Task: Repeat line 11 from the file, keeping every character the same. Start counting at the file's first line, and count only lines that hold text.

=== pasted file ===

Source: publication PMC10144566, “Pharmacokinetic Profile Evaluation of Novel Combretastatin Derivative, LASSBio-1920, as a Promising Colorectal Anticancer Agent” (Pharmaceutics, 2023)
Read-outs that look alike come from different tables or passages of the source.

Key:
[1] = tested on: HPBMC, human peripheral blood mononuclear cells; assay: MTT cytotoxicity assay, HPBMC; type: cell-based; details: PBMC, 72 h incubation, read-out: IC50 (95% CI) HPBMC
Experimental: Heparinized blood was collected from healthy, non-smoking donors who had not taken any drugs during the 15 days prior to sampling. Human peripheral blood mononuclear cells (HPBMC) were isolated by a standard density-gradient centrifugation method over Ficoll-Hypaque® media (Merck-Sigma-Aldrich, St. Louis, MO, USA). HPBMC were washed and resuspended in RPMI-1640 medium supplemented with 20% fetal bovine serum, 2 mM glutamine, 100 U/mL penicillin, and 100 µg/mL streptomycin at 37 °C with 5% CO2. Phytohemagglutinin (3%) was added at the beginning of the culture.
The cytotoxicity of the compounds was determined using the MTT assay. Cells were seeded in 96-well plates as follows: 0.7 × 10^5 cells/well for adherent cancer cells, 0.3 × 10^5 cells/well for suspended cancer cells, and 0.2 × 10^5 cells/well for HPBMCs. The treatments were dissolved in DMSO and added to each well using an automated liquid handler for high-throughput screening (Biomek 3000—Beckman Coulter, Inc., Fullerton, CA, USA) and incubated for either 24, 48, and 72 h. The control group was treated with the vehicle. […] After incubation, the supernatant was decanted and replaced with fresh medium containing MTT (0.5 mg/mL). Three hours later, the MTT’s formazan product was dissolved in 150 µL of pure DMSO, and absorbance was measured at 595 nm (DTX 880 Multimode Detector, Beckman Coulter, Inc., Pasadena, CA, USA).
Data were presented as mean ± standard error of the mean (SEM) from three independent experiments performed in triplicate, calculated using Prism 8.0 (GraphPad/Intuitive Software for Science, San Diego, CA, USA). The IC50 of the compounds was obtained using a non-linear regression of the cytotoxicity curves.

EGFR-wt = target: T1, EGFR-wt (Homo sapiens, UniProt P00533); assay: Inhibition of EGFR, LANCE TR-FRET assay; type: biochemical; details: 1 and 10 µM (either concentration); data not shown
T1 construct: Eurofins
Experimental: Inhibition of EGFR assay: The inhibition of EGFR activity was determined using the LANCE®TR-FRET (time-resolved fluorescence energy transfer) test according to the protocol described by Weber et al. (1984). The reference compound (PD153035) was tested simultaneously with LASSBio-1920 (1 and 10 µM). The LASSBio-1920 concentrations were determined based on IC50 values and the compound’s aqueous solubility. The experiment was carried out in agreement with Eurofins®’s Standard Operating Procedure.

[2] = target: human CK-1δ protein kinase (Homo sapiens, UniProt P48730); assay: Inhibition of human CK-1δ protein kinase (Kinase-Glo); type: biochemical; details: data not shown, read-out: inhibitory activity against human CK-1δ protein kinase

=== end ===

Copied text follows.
[2] = target: human CK-1δ protein kinase (Homo sapiens, UniProt P48730); assay: Inhibition of human CK-1δ protein kinase (Kinase-Glo); type: biochemical; details: data not shown, read-out: inhibitory activity against human CK-1δ protein kinase